L'économie : une évolution

mardi 13 janvier 2009 ·

Schumpeter parlait de l'économie en générale comme d'une entité biologique tout comme Veblen et Hayek. Cette entité élimine des mauvais acteurs lorsque l'environnement change, seulement les performants survivent parce qu'ils savent mieux utiliser les ressources. C'est la destruction créatrice, le processus de découverte de la compétition etc. (donnez le mot que vous voulez). Le bloggeur et économiste Mark J.Perry l'explique bien :

Economic cycles are Darwinian, picking off weak companies and leaving survivors stronger. A year into the recession, solid retailers have their pick of mall space. Respected banks are getting an influx of deposits. Tech companies with money to spend are having an easier time hiring.It has been a year of brutal losses. More than 1.2 million jobs have vanished. The broadest measure of the stock market, the Wilshire 5000, is down more than $7 trillion, a 40% slide. Corporate survivors, however, should benefit as competitors disappear.Retailer Bed Bath & Beyond will not have to contend with Linens 'n Things, which is in liquidation. Best Buy may not be fighting price wars with Circuit City, which is reorganizing in Chapter 11 bankruptcy. FedEx will not scrap for market share against DHL Express, a German-owned company that is leaving the United States.Staying in business will not be easy - sales declines are a given and job cuts are likely to continue. But the United States will not remain in the dumps forever, and the companies that will be best positioned when the economy eventually improves may include these examples: Kohl's, Wal-Mart, McDonald's, Wells Fargo, Delta, Google, AT&T, Verizon.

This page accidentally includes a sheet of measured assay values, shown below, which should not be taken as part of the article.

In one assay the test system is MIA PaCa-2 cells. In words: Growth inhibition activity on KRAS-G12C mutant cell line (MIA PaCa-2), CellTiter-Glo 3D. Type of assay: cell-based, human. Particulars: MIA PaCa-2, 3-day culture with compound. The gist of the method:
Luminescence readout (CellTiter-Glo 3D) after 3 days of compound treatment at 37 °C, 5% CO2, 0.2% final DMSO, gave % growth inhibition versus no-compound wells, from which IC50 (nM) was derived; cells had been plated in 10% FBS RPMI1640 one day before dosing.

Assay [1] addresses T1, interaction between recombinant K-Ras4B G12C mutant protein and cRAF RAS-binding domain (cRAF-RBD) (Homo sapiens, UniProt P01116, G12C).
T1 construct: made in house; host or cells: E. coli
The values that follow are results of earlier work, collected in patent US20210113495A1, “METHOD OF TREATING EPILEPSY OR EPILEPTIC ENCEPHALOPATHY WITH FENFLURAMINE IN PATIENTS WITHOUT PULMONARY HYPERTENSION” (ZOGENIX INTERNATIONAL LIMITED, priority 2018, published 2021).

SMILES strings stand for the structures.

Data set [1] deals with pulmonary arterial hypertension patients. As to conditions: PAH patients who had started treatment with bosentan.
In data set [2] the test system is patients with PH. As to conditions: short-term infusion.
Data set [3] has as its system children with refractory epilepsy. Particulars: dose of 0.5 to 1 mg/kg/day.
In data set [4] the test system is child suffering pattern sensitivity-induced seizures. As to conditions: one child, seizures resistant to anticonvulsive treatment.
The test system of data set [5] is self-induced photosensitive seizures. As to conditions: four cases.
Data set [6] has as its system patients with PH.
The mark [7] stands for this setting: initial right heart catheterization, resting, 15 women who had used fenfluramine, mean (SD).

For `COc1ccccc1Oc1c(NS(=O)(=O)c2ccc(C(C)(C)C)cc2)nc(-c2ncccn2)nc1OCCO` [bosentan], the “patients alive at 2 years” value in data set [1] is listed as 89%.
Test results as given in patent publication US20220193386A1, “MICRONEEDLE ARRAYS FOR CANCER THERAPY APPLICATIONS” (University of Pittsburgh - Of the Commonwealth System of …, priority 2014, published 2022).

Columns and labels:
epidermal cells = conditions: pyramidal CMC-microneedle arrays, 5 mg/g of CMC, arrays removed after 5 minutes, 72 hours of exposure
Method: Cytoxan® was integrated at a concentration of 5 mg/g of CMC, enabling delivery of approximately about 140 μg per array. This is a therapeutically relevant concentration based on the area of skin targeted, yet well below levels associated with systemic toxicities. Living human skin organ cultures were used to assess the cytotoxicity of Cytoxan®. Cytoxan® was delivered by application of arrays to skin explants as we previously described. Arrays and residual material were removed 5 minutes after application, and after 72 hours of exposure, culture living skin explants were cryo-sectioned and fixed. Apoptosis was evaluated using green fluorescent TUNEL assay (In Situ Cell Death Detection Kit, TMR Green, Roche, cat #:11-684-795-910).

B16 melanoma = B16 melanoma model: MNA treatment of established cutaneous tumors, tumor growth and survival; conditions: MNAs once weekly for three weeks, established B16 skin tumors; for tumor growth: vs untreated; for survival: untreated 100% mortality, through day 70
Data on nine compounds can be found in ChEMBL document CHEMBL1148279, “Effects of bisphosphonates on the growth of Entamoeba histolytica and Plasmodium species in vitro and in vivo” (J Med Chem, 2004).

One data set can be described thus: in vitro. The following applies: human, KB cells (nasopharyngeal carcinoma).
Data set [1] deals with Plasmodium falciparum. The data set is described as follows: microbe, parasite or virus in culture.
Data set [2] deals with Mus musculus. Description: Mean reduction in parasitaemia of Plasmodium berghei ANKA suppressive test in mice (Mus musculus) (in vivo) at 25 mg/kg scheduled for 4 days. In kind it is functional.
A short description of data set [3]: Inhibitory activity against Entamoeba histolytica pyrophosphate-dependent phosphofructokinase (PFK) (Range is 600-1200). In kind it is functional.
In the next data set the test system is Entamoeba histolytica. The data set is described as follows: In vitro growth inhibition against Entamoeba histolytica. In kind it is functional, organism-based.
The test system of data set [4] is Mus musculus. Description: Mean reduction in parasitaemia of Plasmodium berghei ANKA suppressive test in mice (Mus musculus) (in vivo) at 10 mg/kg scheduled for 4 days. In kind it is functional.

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Au sujet du blogue

Scientifiquement justes, politiquement incorrects
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Auteurs

Bryan Breguet est candidat au doctorat en sciences économiques à l’université de Colombie-Britannique. D’origine Suisse, il a passé les cinq dernières années au Québec au cours desquelles il s’est engagé en politique provinciale malgré le fait qu’il ne possédait pas encore la citoyenneté canadienne. Il détient un B.Sc en économie et politique ainsi qu’une maitrise en sciences économiques de l’université de Montréal. Récipiendaire de plusieurs prix d’excellences et bourses, il connaît bien les méthodes quantitatives et leurs applications à la politique.







Vincent Geloso holds a master’s degree in economic history from the London School of Economics, with a focus on business cycles, international development, labor markets in preindustrial Europe and the new institutional economics. His research work examined the economic history of the province of Quebec from 1920 to 1960. He holds a bachelor’s degree in economics and political science from the Université de Montréal. He has also studied in the United States at the Washington Centre for Academic Seminars and Internships. Mr. Geloso has been an intern for the Prime Minister’s cabinet in Ottawa and for the National Post. He has also been the recipient of a fellowship from the Institute for Humane Studies and an international mobility bursary from the Ministère des Relations internationales du Québec. Currently, he is an economist at the Montreal Economic Institute.

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